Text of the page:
Join Our Team
The Animal Neurology & MRI Center, Animal Rehab & Fitness Center, and Animal ER Center all have a reputation for excellence in case management and communication with our veterinarians and clients. It is our people who make the difference. Our entire team works together to provide world-class veterinary care in a positive working environment, and we’re always happy to add new people to the team to accomplish that goal.
At our state-of-the art facility in Commerce, Michigan, we offer career opportunities—complete with competitive compensation packages, including benefits—for the following positions:
- Emergency veterinarians
- Certified canine rehabilitation practitioners
- Licensed veterinary technicians
- Client care coordinators
If you’d like to apply for a position, please complete our Employment Form.
In keeping with our commitment to advance the quality of veterinary neurology, our doctors are actively involved in the training of students, interns, and residents from Michigan State University and other veterinary colleges. If you are interested in applying for an externship, please complete our Student Extern Program Form.
Student Extern FAQs
Q: What time should I arrive on the first day?
A: Please arrive at 8:30 a.m. on your first day.
Q: What should I bring?
A: Please bring white coats, name tag, scrubs, a stethoscope, a pleximeter, and hemostats.
Q: Is AVMA PLIT insurance required?
A: We recommend that you check with your school regarding coverage.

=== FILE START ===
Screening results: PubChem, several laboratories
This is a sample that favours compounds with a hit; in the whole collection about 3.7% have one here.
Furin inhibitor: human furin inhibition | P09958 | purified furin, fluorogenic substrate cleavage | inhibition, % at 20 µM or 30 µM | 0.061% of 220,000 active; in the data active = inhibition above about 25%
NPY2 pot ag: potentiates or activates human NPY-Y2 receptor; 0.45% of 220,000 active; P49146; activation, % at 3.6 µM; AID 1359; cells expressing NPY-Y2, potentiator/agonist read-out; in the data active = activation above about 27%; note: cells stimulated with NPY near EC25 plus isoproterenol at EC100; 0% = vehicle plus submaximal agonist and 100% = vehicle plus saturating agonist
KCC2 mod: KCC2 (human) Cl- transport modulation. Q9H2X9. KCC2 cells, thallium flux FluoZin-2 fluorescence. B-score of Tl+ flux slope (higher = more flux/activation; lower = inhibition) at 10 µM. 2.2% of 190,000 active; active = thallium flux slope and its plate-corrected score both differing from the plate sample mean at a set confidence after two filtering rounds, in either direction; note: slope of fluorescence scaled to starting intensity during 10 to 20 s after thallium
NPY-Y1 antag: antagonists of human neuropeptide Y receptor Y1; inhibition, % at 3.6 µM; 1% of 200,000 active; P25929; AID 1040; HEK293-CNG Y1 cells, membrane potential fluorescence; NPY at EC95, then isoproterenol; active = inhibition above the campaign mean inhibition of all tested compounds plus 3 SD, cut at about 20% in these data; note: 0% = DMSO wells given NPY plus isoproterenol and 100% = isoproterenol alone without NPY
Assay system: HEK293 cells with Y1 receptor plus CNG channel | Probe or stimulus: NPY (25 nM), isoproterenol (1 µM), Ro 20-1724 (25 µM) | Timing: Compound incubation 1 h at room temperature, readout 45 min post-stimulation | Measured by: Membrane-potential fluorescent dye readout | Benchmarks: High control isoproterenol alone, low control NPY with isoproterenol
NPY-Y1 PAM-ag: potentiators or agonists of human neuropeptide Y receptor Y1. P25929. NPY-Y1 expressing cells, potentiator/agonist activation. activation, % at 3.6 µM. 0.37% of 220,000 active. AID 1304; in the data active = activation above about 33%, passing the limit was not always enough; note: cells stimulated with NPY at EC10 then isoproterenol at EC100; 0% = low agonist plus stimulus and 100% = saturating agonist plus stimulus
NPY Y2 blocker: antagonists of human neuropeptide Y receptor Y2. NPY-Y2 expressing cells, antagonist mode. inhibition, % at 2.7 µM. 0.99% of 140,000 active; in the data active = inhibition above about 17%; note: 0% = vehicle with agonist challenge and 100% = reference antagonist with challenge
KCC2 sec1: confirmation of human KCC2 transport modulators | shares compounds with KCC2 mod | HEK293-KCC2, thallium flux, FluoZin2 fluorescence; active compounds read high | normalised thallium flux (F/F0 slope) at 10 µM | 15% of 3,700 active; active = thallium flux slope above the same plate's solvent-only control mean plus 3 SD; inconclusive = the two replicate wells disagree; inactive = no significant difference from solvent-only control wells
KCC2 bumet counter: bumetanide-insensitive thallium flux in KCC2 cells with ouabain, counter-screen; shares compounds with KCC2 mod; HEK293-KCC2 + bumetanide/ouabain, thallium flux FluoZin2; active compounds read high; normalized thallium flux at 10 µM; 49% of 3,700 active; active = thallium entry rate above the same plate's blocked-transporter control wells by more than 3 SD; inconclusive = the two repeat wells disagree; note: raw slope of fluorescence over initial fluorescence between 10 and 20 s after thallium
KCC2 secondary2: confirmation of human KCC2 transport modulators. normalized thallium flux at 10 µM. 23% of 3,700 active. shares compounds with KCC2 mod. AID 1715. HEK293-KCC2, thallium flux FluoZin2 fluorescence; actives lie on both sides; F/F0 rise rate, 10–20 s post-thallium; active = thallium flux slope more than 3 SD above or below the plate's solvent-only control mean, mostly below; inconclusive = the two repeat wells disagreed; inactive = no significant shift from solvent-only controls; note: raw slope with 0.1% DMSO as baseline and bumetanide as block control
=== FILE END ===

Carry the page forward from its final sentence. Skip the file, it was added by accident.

Q: What is a typical day like?
A: Patient appointments are from 9 a.m. to 1 p.m. Appointments include new consultations and rechecks. Diagnostic imaging and surgery take place in the afternoons, with surgeries often running into the evenings.
Q: What is expected of student externs?
A: Students externs are expected to assist the technicians with morning treatments from 8 a.m. to 9 a.m., evaluate hospitalized patients’ neurological status, and observe and participate in consultations and rechecks with the neurologist(s) on duty.
Q: What is the objective of neurology rotation?
A: It is to learn to perform a complete neurological examination, to localize a lesion, and to generate a list of differential diagnosis.
Q: Is there any recommended reading?
A: Review lecture notes from neurology class, especially localization of lesions. Useful texts include:
- A Practical Guide to Canine and Feline Neurology, edited by C.W. Dewey
- Handbook of Veterinary Neurology by M.D. Lorenz and J.N. Kornegay
Internships & Job Shadows
Because we are dedicated to the education of those studying veterinary medicine, we offer educational opportunities in veterinary neurology, rehabilitation therapy, and emergency veterinary medicine. If you’re planning on becoming a licensed veterinary technician or a veterinarian, please contact us about an internship or a job shadow.
If you would like more information about our career opportunities, externships, internships, or job shadows, contact us at 248-960-7200 or email us at firstname.lastname@example.org.